The End of Net Neutrality, January 2014


Net Neutrality, an anti-Influency idea that seemed destined to fail from the moment the FCC declared it the law of the land without enough legal footing to do so, just died.

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This morning, the Circuit Court of Appeals for the District of Columbia struck down the FCC’s ruling on Net Neutrality, and while you can expect the battle to move to the Supreme Court and for that body eventually to re-uphold Net Neutrality or something like it, the very large nail just hammered into Net Neutrality’s coffin is going to be difficult to pry out.

Internet Service Providers—most notably old-school telecom companies like AT&T and Verizon—hate Net Neutrality. Net Neutrality is an idea under which ISPs are forbidden from prioritizing or completely banning certain types of traffic from their networks. Net Neutrality, in short, prevents the censorship of The Internet, be it for moral or competitive business/Influency purposes.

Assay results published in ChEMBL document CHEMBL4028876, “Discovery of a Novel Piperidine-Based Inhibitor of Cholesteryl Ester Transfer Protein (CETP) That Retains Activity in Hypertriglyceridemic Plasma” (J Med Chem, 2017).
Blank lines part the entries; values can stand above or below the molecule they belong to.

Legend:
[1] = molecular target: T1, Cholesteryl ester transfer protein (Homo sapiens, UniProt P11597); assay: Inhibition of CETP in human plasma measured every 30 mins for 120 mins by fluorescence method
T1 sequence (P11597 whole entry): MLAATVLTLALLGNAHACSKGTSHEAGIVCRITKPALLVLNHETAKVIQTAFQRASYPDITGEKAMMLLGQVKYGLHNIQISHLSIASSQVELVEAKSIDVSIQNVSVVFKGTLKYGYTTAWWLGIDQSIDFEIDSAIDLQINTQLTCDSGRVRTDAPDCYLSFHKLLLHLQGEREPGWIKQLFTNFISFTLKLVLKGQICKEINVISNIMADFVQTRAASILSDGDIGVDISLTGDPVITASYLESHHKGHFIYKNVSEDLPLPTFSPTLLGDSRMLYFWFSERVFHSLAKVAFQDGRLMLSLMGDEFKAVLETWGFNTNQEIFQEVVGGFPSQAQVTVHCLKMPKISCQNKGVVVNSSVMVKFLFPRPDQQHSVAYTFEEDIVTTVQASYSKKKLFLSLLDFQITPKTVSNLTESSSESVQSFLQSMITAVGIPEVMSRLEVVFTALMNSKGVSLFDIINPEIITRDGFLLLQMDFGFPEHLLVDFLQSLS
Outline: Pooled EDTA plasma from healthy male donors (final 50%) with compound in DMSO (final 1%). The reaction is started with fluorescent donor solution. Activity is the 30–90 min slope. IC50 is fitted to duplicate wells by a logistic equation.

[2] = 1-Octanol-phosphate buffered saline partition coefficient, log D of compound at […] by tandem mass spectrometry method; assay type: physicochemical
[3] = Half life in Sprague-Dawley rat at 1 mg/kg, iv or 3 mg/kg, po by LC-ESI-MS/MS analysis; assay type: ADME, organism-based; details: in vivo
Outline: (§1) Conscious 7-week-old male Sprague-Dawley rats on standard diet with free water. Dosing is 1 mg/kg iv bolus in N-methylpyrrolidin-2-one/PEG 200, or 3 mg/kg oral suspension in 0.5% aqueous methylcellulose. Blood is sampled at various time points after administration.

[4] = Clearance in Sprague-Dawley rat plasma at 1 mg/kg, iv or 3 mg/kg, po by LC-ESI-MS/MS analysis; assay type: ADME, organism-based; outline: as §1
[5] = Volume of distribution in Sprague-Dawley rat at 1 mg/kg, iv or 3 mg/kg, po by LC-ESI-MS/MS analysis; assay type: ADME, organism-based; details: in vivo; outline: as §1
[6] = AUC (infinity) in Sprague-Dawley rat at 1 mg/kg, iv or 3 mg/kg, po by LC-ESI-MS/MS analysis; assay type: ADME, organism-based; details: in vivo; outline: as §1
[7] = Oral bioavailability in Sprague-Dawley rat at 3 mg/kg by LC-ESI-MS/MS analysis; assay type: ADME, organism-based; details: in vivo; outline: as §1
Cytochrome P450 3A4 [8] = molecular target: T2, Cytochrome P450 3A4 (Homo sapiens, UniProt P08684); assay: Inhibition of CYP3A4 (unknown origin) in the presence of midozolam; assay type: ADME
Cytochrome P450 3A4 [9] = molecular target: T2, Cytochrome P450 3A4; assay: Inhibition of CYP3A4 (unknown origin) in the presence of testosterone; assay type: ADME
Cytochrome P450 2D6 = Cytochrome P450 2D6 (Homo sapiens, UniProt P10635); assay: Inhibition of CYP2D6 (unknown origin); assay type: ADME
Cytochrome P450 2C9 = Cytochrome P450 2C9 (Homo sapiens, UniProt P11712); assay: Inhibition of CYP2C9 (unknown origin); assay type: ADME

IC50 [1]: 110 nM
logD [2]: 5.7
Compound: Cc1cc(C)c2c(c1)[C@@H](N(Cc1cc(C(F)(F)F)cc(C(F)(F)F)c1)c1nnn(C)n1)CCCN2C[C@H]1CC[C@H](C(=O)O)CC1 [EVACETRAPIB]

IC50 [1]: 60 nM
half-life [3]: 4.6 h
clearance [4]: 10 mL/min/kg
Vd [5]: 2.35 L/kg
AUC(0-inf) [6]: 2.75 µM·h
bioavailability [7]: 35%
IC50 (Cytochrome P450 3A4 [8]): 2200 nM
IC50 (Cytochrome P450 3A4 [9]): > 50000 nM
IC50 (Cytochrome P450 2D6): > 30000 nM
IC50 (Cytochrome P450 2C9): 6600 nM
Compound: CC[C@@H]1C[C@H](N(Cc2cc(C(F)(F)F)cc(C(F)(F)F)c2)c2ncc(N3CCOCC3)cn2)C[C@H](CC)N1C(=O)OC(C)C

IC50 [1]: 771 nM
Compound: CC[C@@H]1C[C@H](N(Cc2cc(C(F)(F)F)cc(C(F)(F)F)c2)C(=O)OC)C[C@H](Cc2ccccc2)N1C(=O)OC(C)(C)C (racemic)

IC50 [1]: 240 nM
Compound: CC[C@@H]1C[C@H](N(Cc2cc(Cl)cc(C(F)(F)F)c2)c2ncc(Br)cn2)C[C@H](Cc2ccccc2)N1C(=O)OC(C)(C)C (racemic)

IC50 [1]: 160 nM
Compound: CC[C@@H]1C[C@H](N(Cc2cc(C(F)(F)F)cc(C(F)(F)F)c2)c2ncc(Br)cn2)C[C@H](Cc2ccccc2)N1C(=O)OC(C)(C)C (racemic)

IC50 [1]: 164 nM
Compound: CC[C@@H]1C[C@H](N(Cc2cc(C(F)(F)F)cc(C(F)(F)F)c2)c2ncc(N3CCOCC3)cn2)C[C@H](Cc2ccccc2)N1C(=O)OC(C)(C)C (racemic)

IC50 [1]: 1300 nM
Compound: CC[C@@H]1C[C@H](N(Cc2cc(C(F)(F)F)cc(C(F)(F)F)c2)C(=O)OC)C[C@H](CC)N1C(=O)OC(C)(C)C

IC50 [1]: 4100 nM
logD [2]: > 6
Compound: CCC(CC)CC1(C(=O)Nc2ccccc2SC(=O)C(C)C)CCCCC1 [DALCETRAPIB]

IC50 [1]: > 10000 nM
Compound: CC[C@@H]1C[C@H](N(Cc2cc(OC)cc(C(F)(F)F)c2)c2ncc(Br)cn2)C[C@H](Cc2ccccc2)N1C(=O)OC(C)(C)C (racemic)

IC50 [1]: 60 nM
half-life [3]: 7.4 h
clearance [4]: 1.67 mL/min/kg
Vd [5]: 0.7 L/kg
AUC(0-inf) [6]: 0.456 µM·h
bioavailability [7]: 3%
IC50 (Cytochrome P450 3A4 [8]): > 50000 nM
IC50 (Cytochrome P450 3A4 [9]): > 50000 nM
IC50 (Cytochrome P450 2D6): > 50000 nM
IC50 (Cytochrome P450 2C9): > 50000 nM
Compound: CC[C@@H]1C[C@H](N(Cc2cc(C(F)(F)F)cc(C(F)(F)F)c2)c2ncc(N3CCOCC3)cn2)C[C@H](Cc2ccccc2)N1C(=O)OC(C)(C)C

The issue has been tossed around ever since the FCC enacted Net Neutrality over the objections of ISPs. In the simplest sense, while the US Government has long had the right to set rules for the way telecommunications companies use old copper phone lines, data traffic over newer lines has been carved out both by law and as a matter of agreement as different. And while ISPs have tried to play coy about their willingness to simply ignore the FCC Net Neutrality rule in favor of consumer protection, there have been many examples of the Verizons of the world skirting Net Neutrality through creative partnerships with the Googles. Google’s shown a willingness to do things that kill Net Neutrality all by themselves, as well.

If the FCC remains out of the Internet regulation business for any length of time, whatever the ISPs do will be impossible to reverse, save new agreement with an ever-less-willing-to-flex-its-muscles government.

The pending death of Net Neutrality is a big deal; if you know any highly-placed Federal Officials, please get on the phone. Quickly.

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